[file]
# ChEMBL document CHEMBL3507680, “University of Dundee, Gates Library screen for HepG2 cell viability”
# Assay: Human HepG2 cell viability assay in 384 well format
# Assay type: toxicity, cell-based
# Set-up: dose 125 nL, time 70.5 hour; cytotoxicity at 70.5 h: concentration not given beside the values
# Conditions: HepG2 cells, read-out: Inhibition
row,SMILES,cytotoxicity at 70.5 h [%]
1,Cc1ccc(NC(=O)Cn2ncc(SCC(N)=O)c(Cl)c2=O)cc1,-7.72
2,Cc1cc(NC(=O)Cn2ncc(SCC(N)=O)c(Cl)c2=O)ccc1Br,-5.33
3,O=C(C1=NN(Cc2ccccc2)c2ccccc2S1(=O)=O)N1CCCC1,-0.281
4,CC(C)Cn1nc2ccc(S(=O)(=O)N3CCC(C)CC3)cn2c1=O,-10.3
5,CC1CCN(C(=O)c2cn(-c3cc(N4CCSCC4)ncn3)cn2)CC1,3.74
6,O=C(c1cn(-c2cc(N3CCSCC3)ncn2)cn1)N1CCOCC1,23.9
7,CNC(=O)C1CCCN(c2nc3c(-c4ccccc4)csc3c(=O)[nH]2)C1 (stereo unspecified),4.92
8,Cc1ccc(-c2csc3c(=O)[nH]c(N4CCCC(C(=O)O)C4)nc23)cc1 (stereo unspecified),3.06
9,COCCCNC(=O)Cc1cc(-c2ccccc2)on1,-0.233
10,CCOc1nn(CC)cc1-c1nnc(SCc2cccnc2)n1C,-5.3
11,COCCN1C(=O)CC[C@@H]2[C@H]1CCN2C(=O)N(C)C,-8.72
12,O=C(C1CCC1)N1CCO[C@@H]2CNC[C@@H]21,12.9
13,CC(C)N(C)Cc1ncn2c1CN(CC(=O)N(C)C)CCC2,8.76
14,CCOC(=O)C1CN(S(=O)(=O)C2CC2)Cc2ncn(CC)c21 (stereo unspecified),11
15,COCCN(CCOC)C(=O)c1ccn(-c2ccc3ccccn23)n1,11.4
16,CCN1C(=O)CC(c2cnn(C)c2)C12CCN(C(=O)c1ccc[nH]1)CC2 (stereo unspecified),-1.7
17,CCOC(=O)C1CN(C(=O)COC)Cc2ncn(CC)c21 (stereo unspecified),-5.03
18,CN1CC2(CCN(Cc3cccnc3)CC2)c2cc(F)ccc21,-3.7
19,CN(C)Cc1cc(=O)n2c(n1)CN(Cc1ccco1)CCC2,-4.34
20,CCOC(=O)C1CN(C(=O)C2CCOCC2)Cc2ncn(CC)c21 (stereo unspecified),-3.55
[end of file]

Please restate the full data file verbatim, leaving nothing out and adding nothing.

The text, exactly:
# ChEMBL document CHEMBL3507680, “University of Dundee, Gates Library screen for HepG2 cell viability”
# Assay: Human HepG2 cell viability assay in 384 well format
# Assay type: toxicity, cell-based
# Set-up: dose 125 nL, time 70.5 hour; cytotoxicity at 70.5 h: concentration not given beside the values
# Conditions: HepG2 cells, read-out: Inhibition
row,SMILES,cytotoxicity at 70.5 h [%]
1,Cc1ccc(NC(=O)Cn2ncc(SCC(N)=O)c(Cl)c2=O)cc1,-7.72
2,Cc1cc(NC(=O)Cn2ncc(SCC(N)=O)c(Cl)c2=O)ccc1Br,-5.33
3,O=C(C1=NN(Cc2ccccc2)c2ccccc2S1(=O)=O)N1CCCC1,-0.281
4,CC(C)Cn1nc2ccc(S(=O)(=O)N3CCC(C)CC3)cn2c1=O,-10.3
5,CC1CCN(C(=O)c2cn(-c3cc(N4CCSCC4)ncn3)cn2)CC1,3.74
6,O=C(c1cn(-c2cc(N3CCSCC3)ncn2)cn1)N1CCOCC1,23.9
7,CNC(=O)C1CCCN(c2nc3c(-c4ccccc4)csc3c(=O)[nH]2)C1 (stereo unspecified),4.92
8,Cc1ccc(-c2csc3c(=O)[nH]c(N4CCCC(C(=O)O)C4)nc23)cc1 (stereo unspecified),3.06
9,COCCCNC(=O)Cc1cc(-c2ccccc2)on1,-0.233
10,CCOc1nn(CC)cc1-c1nnc(SCc2cccnc2)n1C,-5.3
11,COCCN1C(=O)CC[C@@H]2[C@H]1CCN2C(=O)N(C)C,-8.72
12,O=C(C1CCC1)N1CCO[C@@H]2CNC[C@@H]21,12.9
13,CC(C)N(C)Cc1ncn2c1CN(CC(=O)N(C)C)CCC2,8.76
14,CCOC(=O)C1CN(S(=O)(=O)C2CC2)Cc2ncn(CC)c21 (stereo unspecified),11
15,COCCN(CCOC)C(=O)c1ccn(-c2ccc3ccccn23)n1,11.4
16,CCN1C(=O)CC(c2cnn(C)c2)C12CCN(C(=O)c1ccc[nH]1)CC2 (stereo unspecified),-1.7
17,CCOC(=O)C1CN(C(=O)COC)Cc2ncn(CC)c21 (stereo unspecified),-5.03
18,CN1CC2(CCN(Cc3cccnc3)CC2)c2cc(F)ccc21,-3.7
19,CN(C)Cc1cc(=O)n2c(n1)CN(Cc1ccco1)CCC2,-4.34
20,CCOC(=O)C1CN(C(=O)C2CCOCC2)Cc2ncn(CC)c21 (stereo unspecified),-3.55